To say I have a really screwed up work schedule is putting it mildly. Part of the week I work swing shift, and then, to make life interesting, I switch over to day shift. That means that there’s one day where I only get about 5 hours of sleep between shifts. Needless to say, by the time I get off work after that quick turnaround, I’m completely worthless. All I want to do is lie around and gaze stupidly at the ceiling.
I’ve had this schedule for 3 ½ years, and I’ve learned a great deal from it. First of all, it’s best if I don’t make any major purchases on exhausto-day. More often than not, I’ll regret them. I also shouldn’t get into Facebook debates. They will only end in tears. (For someone.)
The blog posts I write on that day tend to have a little less meat on the bone, too. And it’s not a good day to reflect upon my past, present, or future, but that’s a challenge since I am a navel-gazer by nature. And if you tell me something important during that time frame, make sure I write it down, or I guarantee I’ll forget.
I’ve also learned that sleep is a luxury that one should never fail to take advantage of. I have no set sleep schedule. Some nights I’m up until 3 am, while other nights I’m already snoring at 6 pm. The most important thing is that when my body says it’s time to sleep, I need to listen.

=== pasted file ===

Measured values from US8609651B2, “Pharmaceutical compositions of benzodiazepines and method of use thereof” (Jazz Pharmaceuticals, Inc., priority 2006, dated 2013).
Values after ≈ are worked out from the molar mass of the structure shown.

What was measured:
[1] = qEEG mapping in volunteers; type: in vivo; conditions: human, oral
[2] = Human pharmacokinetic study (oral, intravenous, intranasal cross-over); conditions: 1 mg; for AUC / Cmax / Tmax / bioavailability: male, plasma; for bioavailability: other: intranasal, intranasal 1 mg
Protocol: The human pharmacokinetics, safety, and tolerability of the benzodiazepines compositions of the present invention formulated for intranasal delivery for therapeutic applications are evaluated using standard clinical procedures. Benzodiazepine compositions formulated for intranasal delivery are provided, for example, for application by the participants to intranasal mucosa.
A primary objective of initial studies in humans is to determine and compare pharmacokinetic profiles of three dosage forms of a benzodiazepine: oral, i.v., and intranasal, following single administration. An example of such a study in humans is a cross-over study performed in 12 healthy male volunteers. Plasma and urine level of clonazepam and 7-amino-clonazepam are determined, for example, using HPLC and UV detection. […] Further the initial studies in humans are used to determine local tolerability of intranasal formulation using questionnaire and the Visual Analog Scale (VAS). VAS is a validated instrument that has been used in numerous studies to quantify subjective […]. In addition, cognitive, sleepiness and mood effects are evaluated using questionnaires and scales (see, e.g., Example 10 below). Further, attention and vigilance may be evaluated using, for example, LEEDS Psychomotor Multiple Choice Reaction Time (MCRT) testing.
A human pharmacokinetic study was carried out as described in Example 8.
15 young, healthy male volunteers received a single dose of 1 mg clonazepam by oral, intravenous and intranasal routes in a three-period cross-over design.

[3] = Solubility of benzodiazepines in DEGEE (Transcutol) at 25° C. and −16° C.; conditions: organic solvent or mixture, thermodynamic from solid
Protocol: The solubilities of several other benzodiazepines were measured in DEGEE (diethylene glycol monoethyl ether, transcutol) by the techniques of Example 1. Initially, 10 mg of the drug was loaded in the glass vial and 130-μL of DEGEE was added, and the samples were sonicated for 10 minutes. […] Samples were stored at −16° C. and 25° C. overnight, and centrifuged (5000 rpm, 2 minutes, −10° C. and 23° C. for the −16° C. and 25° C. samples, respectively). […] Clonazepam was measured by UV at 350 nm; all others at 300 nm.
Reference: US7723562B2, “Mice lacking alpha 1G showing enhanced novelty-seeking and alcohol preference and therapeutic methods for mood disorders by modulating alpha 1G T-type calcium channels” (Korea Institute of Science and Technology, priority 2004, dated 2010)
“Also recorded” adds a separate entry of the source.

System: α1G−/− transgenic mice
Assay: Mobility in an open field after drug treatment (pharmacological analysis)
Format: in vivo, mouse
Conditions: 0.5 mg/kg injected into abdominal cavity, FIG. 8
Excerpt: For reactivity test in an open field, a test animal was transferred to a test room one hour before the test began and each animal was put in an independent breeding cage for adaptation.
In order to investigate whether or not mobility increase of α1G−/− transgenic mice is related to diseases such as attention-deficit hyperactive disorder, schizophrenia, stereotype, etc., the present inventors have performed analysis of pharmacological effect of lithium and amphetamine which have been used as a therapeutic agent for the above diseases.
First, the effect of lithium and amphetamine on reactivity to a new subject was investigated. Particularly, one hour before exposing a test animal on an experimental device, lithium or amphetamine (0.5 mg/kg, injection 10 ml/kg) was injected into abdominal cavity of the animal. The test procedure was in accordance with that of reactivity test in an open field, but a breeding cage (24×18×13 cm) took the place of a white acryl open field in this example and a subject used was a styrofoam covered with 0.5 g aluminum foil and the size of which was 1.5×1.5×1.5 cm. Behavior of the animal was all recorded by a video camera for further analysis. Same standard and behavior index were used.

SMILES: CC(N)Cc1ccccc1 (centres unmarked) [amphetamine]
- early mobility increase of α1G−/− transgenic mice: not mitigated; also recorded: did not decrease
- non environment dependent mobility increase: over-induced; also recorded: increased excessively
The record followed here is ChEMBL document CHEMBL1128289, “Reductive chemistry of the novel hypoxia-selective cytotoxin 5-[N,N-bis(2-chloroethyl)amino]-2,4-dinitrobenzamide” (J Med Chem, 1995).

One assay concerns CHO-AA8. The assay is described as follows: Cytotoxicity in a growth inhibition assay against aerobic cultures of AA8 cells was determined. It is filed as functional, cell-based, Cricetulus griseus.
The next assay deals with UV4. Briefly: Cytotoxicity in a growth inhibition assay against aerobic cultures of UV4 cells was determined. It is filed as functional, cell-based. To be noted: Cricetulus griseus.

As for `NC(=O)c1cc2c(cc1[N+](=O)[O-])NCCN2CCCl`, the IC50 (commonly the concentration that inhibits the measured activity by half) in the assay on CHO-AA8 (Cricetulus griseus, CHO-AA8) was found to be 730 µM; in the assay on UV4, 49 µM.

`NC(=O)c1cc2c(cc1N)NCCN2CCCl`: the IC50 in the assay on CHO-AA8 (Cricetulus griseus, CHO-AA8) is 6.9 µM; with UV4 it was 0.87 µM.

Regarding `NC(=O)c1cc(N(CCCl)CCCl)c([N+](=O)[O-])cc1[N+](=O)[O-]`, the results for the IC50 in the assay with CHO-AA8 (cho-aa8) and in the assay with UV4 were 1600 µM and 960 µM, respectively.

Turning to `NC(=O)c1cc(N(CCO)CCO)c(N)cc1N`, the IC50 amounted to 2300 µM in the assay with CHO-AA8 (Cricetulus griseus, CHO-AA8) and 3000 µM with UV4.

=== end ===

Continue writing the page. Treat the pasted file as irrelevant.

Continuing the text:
I think the biggest lesson I’ve learned is that my quality control fluctuates from one day to the next. Exhausto-Barb is not nearly as efficient and level-headed as the Barb one encounters during the rest of the week. And that’s understandable. Once I finally stopped beating myself up for this ebb and flow, life became a great deal more tolerable.
One nice thing about my schedule is that my “weekends” (which don’t coincide with the rest of the planet’s, of course,) are 72 hours long. That almost makes the exhaustion worth it. Almost.
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Sometimes I can’t think of a thing to blog about. Today was one of those days. I was getting rather desperate, so I consulted the Random Word Generator. Perhaps it would inspire me to break through this blockage.
The first word it gave me was “lip”. No. I’m sorry. Maybe this was a bad idea. What on earth could I do with the word lip? Nothing. That’s what.